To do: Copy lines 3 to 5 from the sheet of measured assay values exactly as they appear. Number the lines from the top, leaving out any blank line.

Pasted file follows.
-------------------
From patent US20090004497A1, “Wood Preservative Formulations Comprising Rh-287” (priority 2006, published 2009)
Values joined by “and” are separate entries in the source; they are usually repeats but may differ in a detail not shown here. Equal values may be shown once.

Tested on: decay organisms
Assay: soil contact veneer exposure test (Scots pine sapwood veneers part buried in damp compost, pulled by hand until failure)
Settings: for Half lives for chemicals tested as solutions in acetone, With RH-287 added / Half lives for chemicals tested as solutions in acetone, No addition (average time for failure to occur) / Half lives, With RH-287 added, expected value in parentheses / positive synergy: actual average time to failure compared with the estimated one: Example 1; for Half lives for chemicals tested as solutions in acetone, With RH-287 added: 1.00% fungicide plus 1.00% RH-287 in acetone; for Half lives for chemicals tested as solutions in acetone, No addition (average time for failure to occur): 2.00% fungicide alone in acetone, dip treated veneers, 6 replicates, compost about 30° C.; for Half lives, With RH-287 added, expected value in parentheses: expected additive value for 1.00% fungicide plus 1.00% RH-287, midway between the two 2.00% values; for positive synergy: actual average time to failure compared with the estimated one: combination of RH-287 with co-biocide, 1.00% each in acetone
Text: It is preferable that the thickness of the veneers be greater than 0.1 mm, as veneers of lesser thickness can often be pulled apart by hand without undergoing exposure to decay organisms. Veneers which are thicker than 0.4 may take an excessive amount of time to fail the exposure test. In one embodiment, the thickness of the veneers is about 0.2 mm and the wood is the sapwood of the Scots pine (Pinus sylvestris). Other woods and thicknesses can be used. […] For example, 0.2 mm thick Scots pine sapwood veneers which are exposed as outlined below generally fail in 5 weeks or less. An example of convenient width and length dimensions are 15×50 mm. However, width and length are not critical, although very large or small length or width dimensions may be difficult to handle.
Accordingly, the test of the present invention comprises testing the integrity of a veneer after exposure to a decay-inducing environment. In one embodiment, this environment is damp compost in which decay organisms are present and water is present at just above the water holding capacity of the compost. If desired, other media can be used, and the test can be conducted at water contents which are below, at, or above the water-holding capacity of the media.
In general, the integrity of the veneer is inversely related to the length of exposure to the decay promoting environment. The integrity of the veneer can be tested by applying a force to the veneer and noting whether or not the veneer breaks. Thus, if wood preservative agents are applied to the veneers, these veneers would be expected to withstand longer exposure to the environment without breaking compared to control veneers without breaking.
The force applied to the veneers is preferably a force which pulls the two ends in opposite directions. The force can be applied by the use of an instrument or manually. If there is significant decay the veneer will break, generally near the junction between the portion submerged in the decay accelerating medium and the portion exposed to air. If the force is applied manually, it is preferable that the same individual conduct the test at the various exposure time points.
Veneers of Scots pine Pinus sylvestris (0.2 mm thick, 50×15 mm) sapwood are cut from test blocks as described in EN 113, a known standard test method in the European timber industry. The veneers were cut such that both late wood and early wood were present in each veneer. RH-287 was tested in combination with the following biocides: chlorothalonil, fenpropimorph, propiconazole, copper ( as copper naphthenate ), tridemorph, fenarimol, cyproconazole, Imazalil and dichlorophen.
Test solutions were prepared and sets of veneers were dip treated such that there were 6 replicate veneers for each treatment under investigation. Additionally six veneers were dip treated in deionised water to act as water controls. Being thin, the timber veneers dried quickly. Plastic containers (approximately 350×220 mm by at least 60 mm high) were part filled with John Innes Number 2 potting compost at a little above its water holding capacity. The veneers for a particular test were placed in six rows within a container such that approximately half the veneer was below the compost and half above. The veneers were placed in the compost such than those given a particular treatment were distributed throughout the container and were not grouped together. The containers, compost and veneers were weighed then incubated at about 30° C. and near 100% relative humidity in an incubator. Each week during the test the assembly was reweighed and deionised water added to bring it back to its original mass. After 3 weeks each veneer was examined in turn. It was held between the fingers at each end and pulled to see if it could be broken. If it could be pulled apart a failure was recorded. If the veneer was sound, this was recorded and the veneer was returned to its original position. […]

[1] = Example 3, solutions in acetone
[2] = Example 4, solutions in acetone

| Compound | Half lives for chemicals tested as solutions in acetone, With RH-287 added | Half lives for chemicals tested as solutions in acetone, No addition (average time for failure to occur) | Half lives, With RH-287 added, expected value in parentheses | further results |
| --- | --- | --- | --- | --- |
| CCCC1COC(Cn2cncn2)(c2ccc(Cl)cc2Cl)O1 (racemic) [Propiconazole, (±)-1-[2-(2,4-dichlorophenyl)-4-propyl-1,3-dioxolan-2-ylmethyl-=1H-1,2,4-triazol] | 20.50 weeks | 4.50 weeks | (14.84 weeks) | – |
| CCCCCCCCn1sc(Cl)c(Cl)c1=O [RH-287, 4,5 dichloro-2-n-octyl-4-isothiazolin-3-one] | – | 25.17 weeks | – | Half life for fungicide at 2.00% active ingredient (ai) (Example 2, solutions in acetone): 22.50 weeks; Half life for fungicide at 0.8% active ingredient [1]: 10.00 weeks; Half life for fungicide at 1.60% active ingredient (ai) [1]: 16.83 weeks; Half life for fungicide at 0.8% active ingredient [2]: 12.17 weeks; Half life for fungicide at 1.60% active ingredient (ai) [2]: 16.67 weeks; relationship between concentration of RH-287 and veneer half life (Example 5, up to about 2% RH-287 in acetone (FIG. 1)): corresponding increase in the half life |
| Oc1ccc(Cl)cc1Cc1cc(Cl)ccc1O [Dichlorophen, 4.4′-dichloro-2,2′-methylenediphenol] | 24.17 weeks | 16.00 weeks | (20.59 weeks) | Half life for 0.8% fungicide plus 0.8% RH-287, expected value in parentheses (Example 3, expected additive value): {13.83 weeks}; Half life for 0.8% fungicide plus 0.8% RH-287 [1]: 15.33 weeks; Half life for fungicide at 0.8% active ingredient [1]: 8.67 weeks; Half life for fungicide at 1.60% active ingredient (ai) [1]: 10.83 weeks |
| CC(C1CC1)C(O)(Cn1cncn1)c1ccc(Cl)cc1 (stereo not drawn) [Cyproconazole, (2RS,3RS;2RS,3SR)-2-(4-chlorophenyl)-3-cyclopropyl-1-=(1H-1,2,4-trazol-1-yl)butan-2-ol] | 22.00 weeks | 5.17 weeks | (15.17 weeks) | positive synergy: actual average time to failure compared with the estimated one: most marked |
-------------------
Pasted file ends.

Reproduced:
Tested on: decay organisms
Assay: soil contact veneer exposure test (Scots pine sapwood veneers part buried in damp compost, pulled by hand until failure)
Settings: for Half lives for chemicals tested as solutions in acetone, With RH-287 added / Half lives for chemicals tested as solutions in acetone, No addition (average time for failure to occur) / Half lives, With RH-287 added, expected value in parentheses / positive synergy: actual average time to failure compared with the estimated one: Example 1; for Half lives for chemicals tested as solutions in acetone, With RH-287 added: 1.00% fungicide plus 1.00% RH-287 in acetone; for Half lives for chemicals tested as solutions in acetone, No addition (average time for failure to occur): 2.00% fungicide alone in acetone, dip treated veneers, 6 replicates, compost about 30° C.; for Half lives, With RH-287 added, expected value in parentheses: expected additive value for 1.00% fungicide plus 1.00% RH-287, midway between the two 2.00% values; for positive synergy: actual average time to failure compared with the estimated one: combination of RH-287 with co-biocide, 1.00% each in acetone